that Escherichia coli-like strategies for regulating r-protein synthesis extend beyond the enteric members of the gamma subdivision of proteobacteria.
Full-text · Article · Oct 2004 · Journal of Bacteriology
[Show abstract][Hide abstract] ABSTRACT: We report the use of a cDNA microarray to monitor global transcriptional responses of the chestnut blight fungus, Cryphonectria parasitica, to infection by mild and severe isolates of virulence-attenuating hypoviruses that share 87 to 93% and 90 to 98% identity at the nucleotide and amino acid levels, respectively. Infection by the mild hypovirus isolate CHV1-Euro7 resulted in differential expression of 166 of the ca. 2,200 genes represented on the microarray (90 upregulated and 76 downregulated). This is roughly half the number of genes scored as differentially expressed after infection by the severe isolate, CHV1-EP713 (295 genes; 132 upregulated and 163 downregulated). Comparison of the lists of genes responsive to infection by the two hypovirus isolates revealed 80 virus-common responsive genes. Infection by CHV1-EP713 also caused changes in gene transcript accumulation that were, in general, of greater magnitude than those observed with CHV1-Euro7 infections. Thus, the host transcriptional response to infection by severe hypovirus CHV1-EP713 appears to be considerably more dynamic than the response to infection by the mild isolate CHV1-Euro7. Real-time reverse transcription-PCR was performed on 39 different clones, with false-positive rates of 3 and 8% observed for the microarray-predicted list of genes responsive to CHV1-EP713 and CHV1-Euro7 infections, respectively. This analysis has allowed an initial assignment for ca. 2,200 unique C. parasitica-expressed genes as being unresponsive to hypovirus infection, selectively responsive to a specific hypovirus, or generally responsive to hypovirus infection.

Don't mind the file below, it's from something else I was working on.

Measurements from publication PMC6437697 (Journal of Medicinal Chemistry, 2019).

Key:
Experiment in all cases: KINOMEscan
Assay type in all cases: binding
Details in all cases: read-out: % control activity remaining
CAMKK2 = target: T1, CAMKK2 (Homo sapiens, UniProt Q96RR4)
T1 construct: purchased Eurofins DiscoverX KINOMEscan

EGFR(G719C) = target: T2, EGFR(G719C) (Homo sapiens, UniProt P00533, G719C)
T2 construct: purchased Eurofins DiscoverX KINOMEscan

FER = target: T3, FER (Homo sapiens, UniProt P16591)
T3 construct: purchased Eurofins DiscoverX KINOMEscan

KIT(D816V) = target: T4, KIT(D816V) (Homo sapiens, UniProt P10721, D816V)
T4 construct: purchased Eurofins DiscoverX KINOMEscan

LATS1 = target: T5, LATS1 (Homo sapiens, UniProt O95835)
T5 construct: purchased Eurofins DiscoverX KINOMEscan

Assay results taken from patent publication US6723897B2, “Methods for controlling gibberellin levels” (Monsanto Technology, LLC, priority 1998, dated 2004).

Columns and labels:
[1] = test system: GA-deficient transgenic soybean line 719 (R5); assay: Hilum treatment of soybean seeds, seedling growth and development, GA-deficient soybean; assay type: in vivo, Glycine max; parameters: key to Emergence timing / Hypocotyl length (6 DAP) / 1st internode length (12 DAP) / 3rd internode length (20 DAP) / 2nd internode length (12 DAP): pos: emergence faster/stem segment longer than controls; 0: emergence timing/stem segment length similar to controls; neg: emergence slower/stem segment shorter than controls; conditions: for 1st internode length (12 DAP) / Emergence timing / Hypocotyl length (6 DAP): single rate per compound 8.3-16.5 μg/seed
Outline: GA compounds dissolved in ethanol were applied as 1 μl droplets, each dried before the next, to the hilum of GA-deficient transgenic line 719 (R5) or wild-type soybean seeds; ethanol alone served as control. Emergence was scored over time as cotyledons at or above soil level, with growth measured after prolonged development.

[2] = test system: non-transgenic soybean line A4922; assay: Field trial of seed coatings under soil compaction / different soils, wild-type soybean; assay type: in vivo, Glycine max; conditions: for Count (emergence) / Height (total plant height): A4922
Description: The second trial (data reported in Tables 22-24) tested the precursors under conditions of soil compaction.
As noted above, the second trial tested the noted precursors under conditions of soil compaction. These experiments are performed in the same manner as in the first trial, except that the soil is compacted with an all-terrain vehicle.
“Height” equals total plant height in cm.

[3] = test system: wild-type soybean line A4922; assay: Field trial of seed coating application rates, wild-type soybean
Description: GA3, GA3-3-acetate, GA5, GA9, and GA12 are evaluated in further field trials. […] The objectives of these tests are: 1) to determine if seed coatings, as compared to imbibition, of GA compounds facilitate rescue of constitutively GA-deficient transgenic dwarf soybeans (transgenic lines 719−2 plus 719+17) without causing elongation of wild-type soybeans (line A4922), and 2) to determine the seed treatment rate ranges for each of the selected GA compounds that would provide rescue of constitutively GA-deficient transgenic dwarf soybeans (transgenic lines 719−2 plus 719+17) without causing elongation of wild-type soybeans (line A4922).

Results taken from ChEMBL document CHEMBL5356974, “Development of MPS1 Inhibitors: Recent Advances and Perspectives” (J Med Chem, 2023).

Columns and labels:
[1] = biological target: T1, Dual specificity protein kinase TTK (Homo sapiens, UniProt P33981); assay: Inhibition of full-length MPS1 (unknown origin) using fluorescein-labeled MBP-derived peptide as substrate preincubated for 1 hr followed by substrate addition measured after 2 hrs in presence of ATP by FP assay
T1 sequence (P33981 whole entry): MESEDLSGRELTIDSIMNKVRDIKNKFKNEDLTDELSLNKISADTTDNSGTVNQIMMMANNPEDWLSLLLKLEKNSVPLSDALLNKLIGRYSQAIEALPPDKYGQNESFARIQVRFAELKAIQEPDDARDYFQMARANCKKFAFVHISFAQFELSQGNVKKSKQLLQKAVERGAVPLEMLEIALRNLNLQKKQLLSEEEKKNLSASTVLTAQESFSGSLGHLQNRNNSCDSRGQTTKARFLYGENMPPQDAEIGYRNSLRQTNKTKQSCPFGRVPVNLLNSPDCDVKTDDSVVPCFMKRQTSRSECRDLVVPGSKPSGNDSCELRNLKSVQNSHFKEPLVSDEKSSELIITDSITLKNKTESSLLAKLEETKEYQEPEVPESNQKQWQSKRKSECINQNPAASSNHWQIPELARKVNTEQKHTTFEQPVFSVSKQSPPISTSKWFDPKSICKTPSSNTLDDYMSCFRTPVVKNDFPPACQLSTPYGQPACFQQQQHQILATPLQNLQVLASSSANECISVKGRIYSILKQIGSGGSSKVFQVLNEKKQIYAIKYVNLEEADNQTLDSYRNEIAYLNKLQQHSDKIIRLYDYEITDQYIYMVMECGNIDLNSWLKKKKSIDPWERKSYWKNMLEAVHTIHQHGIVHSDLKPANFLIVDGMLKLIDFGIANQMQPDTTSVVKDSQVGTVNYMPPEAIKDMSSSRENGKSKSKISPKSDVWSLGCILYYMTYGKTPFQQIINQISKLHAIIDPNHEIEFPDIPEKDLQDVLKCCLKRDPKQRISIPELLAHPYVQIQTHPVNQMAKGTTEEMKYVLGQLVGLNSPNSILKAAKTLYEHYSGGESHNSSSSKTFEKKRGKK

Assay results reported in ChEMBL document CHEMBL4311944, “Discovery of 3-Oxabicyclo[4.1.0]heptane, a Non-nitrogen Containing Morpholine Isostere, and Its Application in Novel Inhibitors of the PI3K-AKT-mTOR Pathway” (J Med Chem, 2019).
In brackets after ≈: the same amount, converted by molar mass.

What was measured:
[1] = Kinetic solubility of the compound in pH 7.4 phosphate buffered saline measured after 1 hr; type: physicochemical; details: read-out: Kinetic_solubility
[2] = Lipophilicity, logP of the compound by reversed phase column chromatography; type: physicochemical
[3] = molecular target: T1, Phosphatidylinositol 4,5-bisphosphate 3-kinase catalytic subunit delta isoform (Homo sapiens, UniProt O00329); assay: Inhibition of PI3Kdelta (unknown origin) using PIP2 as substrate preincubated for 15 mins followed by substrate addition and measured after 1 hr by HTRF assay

Preview · Article · May 2004 · Journal of Virology
[Show abstract][Hide abstract] ABSTRACT: Hypoviruses are a family of cytoplasmically replicating RNA viruses of the chestnut blight fungus Cryphonectria parasitica. Members of this mycovirus family persistently alter virulence (hypovirulence) and related fungal developmental processes,